Author: Stephen Caesar
Subject: Geology
Date:  8/6/2005

Most geologists believe that the world’s supply of petrochemicals such as oil and natural gas comes from the decay of ancient plant and animal matter over the course of millions of years (O’Donnell 2005: 10). Those who adhere to a Genesis-centered view of origins, on the other hand, have maintained that petroleum was formed rapidly during a high-pressure, catastrophic event. Recent research suggests that the latter group may be correct.

Dudley Herschbach, research professor of science at Harvard and recipient of the 1986 Nobel Prize in chemistry, published an article in the autumn 2004 issue of the Proceedings of the National Academy of Sciences describing how researchers created methane (one of the most common petrochemicals) rapidly under high-pressure conditions. The scientists combined three abiotic (non-living) materials—water, limestone, and iron oxide—and then crushed them together “with the same intense pressure found deep below the earth’s surface. This process created methane (CH4), the major component of natural gas,” reported Harvard Magazine (Ibid. 10-11).

Prof. Herschbach actually revived an earlier theory that had fallen out of favor. For quite some time, Russian and Ukrainian geologists had maintained that reactions of water with other abiotic compounds deep below the surface of the earth produce petroleum, which then bubbles up toward the surface of the planet. Mainstream science rejected this theory, since petroleum contains organic matter, a fact which currently leads scientists to believe that petroleum derives from once-living matter. However, Cornell astrophysicist Thomas Gold, who embraced the Russian/Ukrainian theory in a book titled The Deep, Hot Biosphere, proposed that the organic matter found in petroleum is actually waste matter from microbes that feed on the petrochemicals as they head upward to the earth’s surface (Ibid. 11).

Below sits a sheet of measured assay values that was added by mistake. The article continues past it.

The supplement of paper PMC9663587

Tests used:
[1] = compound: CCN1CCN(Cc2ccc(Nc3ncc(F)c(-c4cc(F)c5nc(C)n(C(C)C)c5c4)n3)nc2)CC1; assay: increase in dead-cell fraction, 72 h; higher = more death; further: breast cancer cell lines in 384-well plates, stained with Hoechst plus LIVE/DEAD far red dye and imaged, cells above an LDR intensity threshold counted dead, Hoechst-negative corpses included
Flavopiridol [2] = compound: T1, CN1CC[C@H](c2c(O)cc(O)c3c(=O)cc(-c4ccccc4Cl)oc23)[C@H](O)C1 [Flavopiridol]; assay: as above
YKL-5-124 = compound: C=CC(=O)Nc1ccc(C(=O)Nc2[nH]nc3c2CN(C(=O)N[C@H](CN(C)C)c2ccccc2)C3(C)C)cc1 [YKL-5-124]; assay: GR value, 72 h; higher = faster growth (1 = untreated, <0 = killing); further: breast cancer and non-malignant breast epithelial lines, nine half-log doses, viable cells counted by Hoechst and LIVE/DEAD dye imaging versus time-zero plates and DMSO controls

The scientific world ignored the book, but not Herschbach, who contacted Dr. Russell Hemley, a Harvard Ph.D. who now works at the Geophysical Laboratory at the Carnegie Institution of Washington, DC, and suggested that the two of them conduct the methane experiment. They were joined by Henry Scott of Indiana University and other scientists, and together they created the same conditions found 140 miles below the earth’s surface. At this depth, pressures mount to more than 50,000 times those at sea level. According to Herschbach, “The experiment showed it’s easy to make methane” (Ibid.).

Harvard Magazine reported: “The new findings may serve to corroborate other evidence, cited by Gold, that some of the earth’s reservoirs of oil appear to refill as they’re pumped out, suggesting that petroleum may be continually generated” (Ibid.). With results like that, it is no wonder that the magazine subtitled its article “Hydrocarbon Heresy.”



O’Donnell, E. 2005. “Rocks into Gas.” Harvard Magazine 107, no. 4.


Stephen Caesar holds his master’s degree in anthropology/archaeology from Harvard. He is a staff member at Associates for Biblical Research and the author of the e-book The Bible Encounters Modern Science, available at